'No confirmation' of new Covid-19 strains in Jersey – after discovery of new variant in Brazil

THERE is no confirmation that any new strains of Covid-19 are present in Jersey, the deputy medical officer of health has said following the identification of a new variant of the virus in Brazil.

Dr Ivan Muscat
Dr Ivan Muscat

Dr Ivan Muscat said that virus mutations are to be expected and that testing samples from the Island are being analysed.

The UK government has implemented a travel ban on visitors from South America, as well as Portugal and Cape Verde, as a result of the discovery of the new mutation of the virus while British and Irish residents must isolate for a minimum period of ten days if travelling from those areas.

The discovery of the new variant comes after a more infectious strain, first discovered in the UK, was found.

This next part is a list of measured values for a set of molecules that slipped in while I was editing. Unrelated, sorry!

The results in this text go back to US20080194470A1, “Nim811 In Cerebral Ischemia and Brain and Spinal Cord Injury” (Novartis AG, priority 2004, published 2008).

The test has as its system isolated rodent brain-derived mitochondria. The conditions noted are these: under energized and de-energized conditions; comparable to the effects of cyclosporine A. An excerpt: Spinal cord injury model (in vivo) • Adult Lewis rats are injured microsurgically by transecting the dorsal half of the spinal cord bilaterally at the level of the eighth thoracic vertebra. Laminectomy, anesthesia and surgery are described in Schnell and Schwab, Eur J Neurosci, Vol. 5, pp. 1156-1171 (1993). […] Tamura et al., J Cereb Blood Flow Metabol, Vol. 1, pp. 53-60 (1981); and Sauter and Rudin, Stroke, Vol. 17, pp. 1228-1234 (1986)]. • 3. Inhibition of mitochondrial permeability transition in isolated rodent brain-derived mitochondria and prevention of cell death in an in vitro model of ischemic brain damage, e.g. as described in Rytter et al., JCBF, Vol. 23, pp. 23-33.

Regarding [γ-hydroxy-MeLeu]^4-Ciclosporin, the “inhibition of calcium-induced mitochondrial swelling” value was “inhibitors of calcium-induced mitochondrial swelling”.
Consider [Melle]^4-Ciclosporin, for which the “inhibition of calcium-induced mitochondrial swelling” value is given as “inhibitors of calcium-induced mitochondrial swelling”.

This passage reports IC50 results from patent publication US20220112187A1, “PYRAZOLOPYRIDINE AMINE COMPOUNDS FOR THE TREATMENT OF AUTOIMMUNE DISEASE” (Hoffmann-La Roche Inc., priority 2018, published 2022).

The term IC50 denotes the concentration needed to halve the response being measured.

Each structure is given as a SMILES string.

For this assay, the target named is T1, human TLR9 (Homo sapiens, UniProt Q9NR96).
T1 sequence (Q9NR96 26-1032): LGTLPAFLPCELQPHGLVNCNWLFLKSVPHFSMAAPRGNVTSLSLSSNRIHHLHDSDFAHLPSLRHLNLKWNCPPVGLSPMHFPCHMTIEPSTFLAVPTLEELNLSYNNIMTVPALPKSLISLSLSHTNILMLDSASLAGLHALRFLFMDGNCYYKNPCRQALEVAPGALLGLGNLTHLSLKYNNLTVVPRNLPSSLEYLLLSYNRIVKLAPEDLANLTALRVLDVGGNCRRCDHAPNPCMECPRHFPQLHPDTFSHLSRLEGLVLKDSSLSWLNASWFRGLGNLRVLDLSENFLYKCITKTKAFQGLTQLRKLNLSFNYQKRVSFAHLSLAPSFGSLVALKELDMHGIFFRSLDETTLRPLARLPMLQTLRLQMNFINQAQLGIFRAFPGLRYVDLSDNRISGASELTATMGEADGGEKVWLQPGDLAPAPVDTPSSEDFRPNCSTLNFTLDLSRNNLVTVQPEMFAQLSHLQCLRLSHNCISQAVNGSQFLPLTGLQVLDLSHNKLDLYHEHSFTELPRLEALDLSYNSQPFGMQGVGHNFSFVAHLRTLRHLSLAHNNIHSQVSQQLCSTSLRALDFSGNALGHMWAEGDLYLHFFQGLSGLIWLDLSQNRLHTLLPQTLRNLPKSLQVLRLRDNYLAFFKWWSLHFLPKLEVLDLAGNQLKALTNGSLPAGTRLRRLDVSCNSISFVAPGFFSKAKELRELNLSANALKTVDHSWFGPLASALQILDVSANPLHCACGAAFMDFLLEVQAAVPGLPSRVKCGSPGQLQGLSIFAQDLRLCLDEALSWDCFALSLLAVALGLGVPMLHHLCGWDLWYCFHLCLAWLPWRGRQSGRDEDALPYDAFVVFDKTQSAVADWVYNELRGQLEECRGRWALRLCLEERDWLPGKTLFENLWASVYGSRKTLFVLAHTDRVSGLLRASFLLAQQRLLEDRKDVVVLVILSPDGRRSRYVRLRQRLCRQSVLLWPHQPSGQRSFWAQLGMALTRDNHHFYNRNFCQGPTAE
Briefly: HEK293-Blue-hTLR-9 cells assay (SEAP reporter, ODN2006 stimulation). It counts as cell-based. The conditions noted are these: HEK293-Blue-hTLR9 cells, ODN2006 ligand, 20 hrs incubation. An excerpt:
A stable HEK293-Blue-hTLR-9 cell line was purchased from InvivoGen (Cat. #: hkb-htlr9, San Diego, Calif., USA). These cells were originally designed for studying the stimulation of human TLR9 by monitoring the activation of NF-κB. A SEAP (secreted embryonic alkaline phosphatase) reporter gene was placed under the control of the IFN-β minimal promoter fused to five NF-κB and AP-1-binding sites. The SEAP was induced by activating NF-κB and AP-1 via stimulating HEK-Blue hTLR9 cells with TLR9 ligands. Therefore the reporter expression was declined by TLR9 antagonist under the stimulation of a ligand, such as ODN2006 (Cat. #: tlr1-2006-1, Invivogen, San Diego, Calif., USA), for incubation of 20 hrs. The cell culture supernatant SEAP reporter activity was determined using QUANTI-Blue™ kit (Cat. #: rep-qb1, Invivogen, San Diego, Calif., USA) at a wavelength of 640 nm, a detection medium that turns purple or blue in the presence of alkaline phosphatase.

Dr Muscat said: 'Virus mutations and therefore variants will always arise and the identification of new Covid mutations and variants is therefore neither extraordinary or unexpected.

'We are sending random virus samples from the community for sequencing. In addition, we are also sending samples from passengers arriving in Jersey depending on their travel history.

'So far, we have not yet received confirmation that any samples indicate the presence of any variant but our advice and guidance takes into account the very likely possibility that we could have the UK new variant.'

He added that the travel restrictions already in place – which requires arrivals flying via the UK to isolate for a minimum period of ten days – will 'protect Jersey significantly' from the Brazil variant and he added that government will consider 'extending the red arrival status appropriately'.

'Evidence so far suggests that the variant could be more transmissible,' he said. 'As always, work is ongoing to ensure testing and vaccines remain efficient in relation to new variants.

'To reiterate, Covid mutations are expected and adapting our response to these changes is anticipated. For example, we annually change our flu vaccine composition to keep up with evolving flu strains.'

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